In arguing for DCTK9, attorney Aglaia Davis said Rodriguez doesn’t advertise or solicit clients, and when he gets calls, refers the caller to his website to make sure what the person is looking for is training or walking as part of a training program, rather than daycare. “If someone was to say, ‘I don’t want to be with Happy Dogs, anymore. I’m looking for somewhere to drop off my dog and pick it up at 5,” DCTK9 wouldn’t be able to offer the service, she said. “Their businesses are not competing.”

At this point, Reed said he couldn’t even understand why there was a dispute.

Following the arguments, Rodriguez who’d been present at court, said he thought “this whole thing is silly.” He said the only dogs he offers boarding to are the ones participating in his training program or that have used the training program in the past.

“We do make an expectation for dogs we’ve trained,” he said. “It’s not for everybody. It’s not daycare.”

He also denied boarding dogs in his apartment in Peter Cooper Village.

“I have a center. That’s where I live. I have a dog,” he said.

The Chengs weren’t present at the court appearance, and Landy declined to make any further comment. A spokesperson for CW declined to comment on whether or not Rodriguez has boarded dogs at his home.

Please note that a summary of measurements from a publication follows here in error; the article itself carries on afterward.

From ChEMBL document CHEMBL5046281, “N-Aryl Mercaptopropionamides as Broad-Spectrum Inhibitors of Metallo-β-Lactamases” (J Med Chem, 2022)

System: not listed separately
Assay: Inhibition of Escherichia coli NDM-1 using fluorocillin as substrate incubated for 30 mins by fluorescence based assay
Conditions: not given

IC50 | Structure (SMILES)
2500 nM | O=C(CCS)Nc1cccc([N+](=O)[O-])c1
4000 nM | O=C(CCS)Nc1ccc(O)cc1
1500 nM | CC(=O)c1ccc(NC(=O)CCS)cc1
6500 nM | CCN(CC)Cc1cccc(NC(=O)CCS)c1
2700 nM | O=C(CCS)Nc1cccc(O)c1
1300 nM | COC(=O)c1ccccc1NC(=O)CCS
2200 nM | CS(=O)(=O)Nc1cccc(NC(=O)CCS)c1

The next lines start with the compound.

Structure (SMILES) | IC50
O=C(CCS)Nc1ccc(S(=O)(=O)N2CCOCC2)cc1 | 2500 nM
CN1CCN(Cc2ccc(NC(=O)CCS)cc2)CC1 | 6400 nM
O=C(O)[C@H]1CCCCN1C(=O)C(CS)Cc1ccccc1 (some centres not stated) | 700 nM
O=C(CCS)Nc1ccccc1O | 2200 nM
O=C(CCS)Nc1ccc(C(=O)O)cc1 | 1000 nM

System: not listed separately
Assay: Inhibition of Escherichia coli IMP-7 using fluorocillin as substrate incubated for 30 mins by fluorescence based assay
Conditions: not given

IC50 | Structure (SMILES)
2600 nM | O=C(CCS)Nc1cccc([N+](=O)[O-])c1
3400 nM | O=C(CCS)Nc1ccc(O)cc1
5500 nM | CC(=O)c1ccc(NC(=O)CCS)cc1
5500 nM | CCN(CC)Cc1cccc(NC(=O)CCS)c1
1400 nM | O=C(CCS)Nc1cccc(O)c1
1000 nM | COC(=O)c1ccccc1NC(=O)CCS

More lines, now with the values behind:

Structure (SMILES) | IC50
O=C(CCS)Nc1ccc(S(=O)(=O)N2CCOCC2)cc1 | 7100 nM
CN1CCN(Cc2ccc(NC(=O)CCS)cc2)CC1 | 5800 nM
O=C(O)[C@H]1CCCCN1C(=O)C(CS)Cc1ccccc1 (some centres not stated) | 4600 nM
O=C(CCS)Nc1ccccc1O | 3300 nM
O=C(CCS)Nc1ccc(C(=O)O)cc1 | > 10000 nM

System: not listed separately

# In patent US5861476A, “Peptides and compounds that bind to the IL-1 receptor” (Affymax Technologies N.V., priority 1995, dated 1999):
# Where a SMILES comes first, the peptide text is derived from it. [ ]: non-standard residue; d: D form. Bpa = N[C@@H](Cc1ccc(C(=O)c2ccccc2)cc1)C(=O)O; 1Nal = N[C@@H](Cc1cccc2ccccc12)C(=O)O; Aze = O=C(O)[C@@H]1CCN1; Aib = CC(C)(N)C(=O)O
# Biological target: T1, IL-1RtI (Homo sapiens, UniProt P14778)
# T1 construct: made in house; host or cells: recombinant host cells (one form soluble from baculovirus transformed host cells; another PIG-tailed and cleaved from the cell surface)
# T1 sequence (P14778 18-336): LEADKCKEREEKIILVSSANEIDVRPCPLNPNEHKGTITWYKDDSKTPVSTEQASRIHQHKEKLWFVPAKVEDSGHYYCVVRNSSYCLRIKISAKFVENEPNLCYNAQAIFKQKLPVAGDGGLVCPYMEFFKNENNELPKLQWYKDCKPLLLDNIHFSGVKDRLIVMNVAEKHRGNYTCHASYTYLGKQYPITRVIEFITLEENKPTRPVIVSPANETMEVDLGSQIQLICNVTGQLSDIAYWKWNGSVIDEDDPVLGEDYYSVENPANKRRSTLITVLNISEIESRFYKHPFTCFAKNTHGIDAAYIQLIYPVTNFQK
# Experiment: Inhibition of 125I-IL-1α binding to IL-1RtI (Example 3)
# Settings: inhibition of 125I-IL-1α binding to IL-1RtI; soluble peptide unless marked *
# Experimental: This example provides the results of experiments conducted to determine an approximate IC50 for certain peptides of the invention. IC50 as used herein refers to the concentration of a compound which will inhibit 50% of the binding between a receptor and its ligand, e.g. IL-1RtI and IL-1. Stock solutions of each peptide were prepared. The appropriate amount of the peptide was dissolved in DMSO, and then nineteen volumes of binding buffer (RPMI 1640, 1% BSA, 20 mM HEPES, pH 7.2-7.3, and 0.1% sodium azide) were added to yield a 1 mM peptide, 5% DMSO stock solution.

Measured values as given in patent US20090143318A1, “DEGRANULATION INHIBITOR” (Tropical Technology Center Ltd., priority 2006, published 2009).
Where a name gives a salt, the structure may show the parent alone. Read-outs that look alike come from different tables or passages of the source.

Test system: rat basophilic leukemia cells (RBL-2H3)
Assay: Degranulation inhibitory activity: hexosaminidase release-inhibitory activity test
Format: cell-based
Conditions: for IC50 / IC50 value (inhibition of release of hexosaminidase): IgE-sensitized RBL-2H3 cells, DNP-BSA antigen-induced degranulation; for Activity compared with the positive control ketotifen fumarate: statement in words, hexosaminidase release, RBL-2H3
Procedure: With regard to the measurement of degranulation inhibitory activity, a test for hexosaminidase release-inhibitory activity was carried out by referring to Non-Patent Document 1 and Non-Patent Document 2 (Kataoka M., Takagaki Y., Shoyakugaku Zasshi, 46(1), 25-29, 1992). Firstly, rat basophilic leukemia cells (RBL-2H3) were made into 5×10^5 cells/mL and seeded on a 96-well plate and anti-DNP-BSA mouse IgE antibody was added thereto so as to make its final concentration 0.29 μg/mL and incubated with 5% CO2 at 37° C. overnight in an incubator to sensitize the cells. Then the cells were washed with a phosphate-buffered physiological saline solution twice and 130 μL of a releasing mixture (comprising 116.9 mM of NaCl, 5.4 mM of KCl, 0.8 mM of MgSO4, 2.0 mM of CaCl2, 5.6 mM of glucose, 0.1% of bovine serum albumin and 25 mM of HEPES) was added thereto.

New website is inspired by Stuy Town flea market

Oct9 David Weiss

David Weiss founded Zip Code Flea with his wife Linda. (Photo courtesy of David Weiss)

By Sabina Mollot
Like most people who’ve lived in Stuyvesant Town long enough to remember the community’s annual, sprawling, outdoor flea markets, David Weiss and his wife Linda continued to miss it, over a decade after its being discontinued.
And, since they know many neighbors feel the same way, the couple decided to bring the event back the only way they could — online.

Three weeks ago, they launched a website called Zip Code Flea, on which anyone living in the zip codes of 10009 (Stuy Town) or 10010 (Peter Cooper, Waterside and Gramercy) can list items for sale, at a cost of $1 per listing.

Already, it’s seen a fair amount of activity with neighbors listing castaway goods that range from used children’s ice skates to Prada handbags to offers for services like tarot card readings. Users can also list items they’re giving away and a few freebies have made it onto the page already.

“We loved the flea market and everyone who remembers it says the same thing — how much they miss it,” said Weiss, a technology writer who runs a website called Sonic Scoop. “I kept saying, ‘we need to do something.’”

Having always been a reader of classified ads, he set up a site for classifieds, which Linda, an avid online shopper, helped design to make it look more like an online store. Initially, Weiss planned on calling the creation Stuy Town Flea. “Then I realized — these things are trademarked,” said Weiss. He then decided on Zip Code Flea, figuring that would also work if the service grows, as he hopes it will, beyond its hyper-local outreach.

“We really hope this can present people with an opportunity to be able to move their stuff,” said Weiss. “It also encourages people to reuse and recycle. Why get something new that has to be trucked in by UPS when there could be the same thing on sale in your building or next door?